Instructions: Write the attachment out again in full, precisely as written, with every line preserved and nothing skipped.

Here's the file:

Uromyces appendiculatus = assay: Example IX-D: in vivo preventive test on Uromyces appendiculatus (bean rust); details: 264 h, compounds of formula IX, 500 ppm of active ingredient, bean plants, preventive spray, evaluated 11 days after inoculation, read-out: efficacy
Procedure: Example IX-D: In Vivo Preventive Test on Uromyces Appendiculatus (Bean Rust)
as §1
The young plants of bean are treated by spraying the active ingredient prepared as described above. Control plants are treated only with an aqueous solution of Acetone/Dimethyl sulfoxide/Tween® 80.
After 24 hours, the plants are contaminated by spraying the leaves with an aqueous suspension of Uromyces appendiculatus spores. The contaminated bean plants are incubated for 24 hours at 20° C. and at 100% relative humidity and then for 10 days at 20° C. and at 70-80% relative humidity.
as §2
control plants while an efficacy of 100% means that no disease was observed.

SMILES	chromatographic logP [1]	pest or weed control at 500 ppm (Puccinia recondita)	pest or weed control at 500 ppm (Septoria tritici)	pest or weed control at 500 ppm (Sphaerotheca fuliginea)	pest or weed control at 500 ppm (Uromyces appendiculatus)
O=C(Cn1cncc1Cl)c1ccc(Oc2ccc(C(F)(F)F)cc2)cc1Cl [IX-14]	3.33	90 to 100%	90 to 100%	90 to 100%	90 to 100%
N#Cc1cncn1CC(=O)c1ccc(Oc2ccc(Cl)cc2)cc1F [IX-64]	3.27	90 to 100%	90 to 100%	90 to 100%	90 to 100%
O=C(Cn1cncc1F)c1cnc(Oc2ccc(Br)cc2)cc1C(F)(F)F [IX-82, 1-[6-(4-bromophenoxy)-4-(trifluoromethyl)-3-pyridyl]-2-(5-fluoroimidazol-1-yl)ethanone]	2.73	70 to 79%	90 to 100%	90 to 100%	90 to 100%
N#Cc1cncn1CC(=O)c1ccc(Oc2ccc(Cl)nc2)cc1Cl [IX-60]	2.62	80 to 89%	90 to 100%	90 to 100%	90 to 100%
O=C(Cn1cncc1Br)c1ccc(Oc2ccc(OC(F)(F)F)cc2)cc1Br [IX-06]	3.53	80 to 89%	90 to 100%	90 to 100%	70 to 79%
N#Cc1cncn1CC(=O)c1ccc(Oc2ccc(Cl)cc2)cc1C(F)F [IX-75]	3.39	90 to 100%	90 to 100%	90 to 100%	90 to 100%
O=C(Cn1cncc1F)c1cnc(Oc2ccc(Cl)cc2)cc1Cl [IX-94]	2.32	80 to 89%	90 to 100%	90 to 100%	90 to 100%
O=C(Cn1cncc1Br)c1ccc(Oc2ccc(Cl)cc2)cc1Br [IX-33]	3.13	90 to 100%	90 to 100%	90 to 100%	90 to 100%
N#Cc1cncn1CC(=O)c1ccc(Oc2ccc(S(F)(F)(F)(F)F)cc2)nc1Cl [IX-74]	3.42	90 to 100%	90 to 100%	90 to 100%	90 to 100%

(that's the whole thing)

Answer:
Uromyces appendiculatus = assay: Example IX-D: in vivo preventive test on Uromyces appendiculatus (bean rust); details: 264 h, compounds of formula IX, 500 ppm of active ingredient, bean plants, preventive spray, evaluated 11 days after inoculation, read-out: efficacy
Procedure: Example IX-D: In Vivo Preventive Test on Uromyces Appendiculatus (Bean Rust)
as §1
The young plants of bean are treated by spraying the active ingredient prepared as described above. Control plants are treated only with an aqueous solution of Acetone/Dimethyl sulfoxide/Tween® 80.
After 24 hours, the plants are contaminated by spraying the leaves with an aqueous suspension of Uromyces appendiculatus spores. The contaminated bean plants are incubated for 24 hours at 20° C. and at 100% relative humidity and then for 10 days at 20° C. and at 70-80% relative humidity.
as §2
control plants while an efficacy of 100% means that no disease was observed.

SMILES	chromatographic logP [1]	pest or weed control at 500 ppm (Puccinia recondita)	pest or weed control at 500 ppm (Septoria tritici)	pest or weed control at 500 ppm (Sphaerotheca fuliginea)	pest or weed control at 500 ppm (Uromyces appendiculatus)
O=C(Cn1cncc1Cl)c1ccc(Oc2ccc(C(F)(F)F)cc2)cc1Cl [IX-14]	3.33	90 to 100%	90 to 100%	90 to 100%	90 to 100%
N#Cc1cncn1CC(=O)c1ccc(Oc2ccc(Cl)cc2)cc1F [IX-64]	3.27	90 to 100%	90 to 100%	90 to 100%	90 to 100%
O=C(Cn1cncc1F)c1cnc(Oc2ccc(Br)cc2)cc1C(F)(F)F [IX-82, 1-[6-(4-bromophenoxy)-4-(trifluoromethyl)-3-pyridyl]-2-(5-fluoroimidazol-1-yl)ethanone]	2.73	70 to 79%	90 to 100%	90 to 100%	90 to 100%
N#Cc1cncn1CC(=O)c1ccc(Oc2ccc(Cl)nc2)cc1Cl [IX-60]	2.62	80 to 89%	90 to 100%	90 to 100%	90 to 100%
O=C(Cn1cncc1Br)c1ccc(Oc2ccc(OC(F)(F)F)cc2)cc1Br [IX-06]	3.53	80 to 89%	90 to 100%	90 to 100%	70 to 79%
N#Cc1cncn1CC(=O)c1ccc(Oc2ccc(Cl)cc2)cc1C(F)F [IX-75]	3.39	90 to 100%	90 to 100%	90 to 100%	90 to 100%
O=C(Cn1cncc1F)c1cnc(Oc2ccc(Cl)cc2)cc1Cl [IX-94]	2.32	80 to 89%	90 to 100%	90 to 100%	90 to 100%
O=C(Cn1cncc1Br)c1ccc(Oc2ccc(Cl)cc2)cc1Br [IX-33]	3.13	90 to 100%	90 to 100%	90 to 100%	90 to 100%
N#Cc1cncn1CC(=O)c1ccc(Oc2ccc(S(F)(F)(F)(F)F)cc2)nc1Cl [IX-74]	3.42	90 to 100%	90 to 100%	90 to 100%	90 to 100%